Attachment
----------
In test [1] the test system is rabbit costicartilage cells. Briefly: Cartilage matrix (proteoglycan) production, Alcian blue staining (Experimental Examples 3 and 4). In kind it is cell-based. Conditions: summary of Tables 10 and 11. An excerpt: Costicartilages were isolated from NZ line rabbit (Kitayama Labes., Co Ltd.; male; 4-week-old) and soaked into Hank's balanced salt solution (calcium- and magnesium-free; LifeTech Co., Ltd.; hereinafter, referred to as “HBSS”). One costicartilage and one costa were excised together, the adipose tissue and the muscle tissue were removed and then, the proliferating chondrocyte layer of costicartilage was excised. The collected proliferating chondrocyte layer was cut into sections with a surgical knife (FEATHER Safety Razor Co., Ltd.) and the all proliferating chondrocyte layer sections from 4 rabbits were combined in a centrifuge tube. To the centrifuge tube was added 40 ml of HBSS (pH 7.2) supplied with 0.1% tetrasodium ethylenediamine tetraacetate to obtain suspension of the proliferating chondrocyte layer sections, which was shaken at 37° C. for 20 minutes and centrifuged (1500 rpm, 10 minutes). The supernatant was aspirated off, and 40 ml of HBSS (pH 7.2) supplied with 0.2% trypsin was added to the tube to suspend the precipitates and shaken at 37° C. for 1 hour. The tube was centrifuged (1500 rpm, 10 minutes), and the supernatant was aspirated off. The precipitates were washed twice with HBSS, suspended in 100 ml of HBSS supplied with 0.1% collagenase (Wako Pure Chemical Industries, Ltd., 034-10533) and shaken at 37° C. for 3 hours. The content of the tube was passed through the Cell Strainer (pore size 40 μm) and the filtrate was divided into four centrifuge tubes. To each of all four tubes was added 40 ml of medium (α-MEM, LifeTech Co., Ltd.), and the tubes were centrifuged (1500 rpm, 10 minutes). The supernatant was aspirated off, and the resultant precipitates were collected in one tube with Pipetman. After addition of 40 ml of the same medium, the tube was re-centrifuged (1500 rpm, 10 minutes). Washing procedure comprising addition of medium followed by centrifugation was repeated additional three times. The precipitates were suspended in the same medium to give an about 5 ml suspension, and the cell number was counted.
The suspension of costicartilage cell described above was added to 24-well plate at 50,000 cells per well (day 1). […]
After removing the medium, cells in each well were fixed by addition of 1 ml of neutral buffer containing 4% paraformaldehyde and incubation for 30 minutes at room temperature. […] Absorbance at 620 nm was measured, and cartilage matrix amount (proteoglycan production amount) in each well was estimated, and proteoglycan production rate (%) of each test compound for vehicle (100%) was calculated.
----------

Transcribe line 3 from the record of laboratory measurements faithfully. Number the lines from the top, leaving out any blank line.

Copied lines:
After removing the medium, cells in each well were fixed by addition of 1 ml of neutral buffer containing 4% paraformaldehyde and incubation for 30 minutes at room temperature. […] Absorbance at 620 nm was measured, and cartilage matrix amount (proteoglycan production amount) in each well was estimated, and proteoglycan production rate (%) of each test compound for vehicle (100%) was calculated.